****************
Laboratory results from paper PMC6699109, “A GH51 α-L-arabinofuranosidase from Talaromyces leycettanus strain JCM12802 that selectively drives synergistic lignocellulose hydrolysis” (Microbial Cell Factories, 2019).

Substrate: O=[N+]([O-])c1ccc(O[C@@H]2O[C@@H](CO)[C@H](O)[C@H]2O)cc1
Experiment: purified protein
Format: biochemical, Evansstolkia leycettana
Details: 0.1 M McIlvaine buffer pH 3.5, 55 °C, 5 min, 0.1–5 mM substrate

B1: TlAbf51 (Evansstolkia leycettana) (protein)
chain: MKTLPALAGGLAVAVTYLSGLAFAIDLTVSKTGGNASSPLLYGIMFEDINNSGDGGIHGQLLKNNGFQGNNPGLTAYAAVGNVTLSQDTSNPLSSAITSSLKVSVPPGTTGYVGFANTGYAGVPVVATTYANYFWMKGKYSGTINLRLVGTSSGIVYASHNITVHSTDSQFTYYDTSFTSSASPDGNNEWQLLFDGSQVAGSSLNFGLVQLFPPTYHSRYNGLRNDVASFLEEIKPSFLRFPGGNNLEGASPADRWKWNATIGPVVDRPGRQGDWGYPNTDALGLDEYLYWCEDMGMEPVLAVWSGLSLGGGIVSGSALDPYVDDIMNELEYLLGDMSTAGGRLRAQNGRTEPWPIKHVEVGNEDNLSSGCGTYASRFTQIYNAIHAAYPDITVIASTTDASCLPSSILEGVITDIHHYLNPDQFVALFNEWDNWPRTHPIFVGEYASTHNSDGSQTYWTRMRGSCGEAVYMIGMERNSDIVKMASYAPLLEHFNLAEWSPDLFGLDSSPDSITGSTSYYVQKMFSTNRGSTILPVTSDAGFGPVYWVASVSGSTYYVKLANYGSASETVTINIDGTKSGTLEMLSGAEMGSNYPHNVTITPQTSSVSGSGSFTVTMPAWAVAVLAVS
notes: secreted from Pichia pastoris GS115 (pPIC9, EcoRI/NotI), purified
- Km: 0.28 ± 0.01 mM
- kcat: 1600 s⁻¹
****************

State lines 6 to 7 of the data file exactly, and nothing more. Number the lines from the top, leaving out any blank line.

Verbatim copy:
B1: TlAbf51 (Evansstolkia leycettana) (protein)
chain: MKTLPALAGGLAVAVTYLSGLAFAIDLTVSKTGGNASSPLLYGIMFEDINNSGDGGIHGQLLKNNGFQGNNPGLTAYAAVGNVTLSQDTSNPLSSAITSSLKVSVPPGTTGYVGFANTGYAGVPVVATTYANYFWMKGKYSGTINLRLVGTSSGIVYASHNITVHSTDSQFTYYDTSFTSSASPDGNNEWQLLFDGSQVAGSSLNFGLVQLFPPTYHSRYNGLRNDVASFLEEIKPSFLRFPGGNNLEGASPADRWKWNATIGPVVDRPGRQGDWGYPNTDALGLDEYLYWCEDMGMEPVLAVWSGLSLGGGIVSGSALDPYVDDIMNELEYLLGDMSTAGGRLRAQNGRTEPWPIKHVEVGNEDNLSSGCGTYASRFTQIYNAIHAAYPDITVIASTTDASCLPSSILEGVITDIHHYLNPDQFVALFNEWDNWPRTHPIFVGEYASTHNSDGSQTYWTRMRGSCGEAVYMIGMERNSDIVKMASYAPLLEHFNLAEWSPDLFGLDSSPDSITGSTSYYVQKMFSTNRGSTILPVTSDAGFGPVYWVASVSGSTYYVKLANYGSASETVTINIDGTKSGTLEMLSGAEMGSNYPHNVTITPQTSSVSGSGSFTVTMPAWAVAVLAVS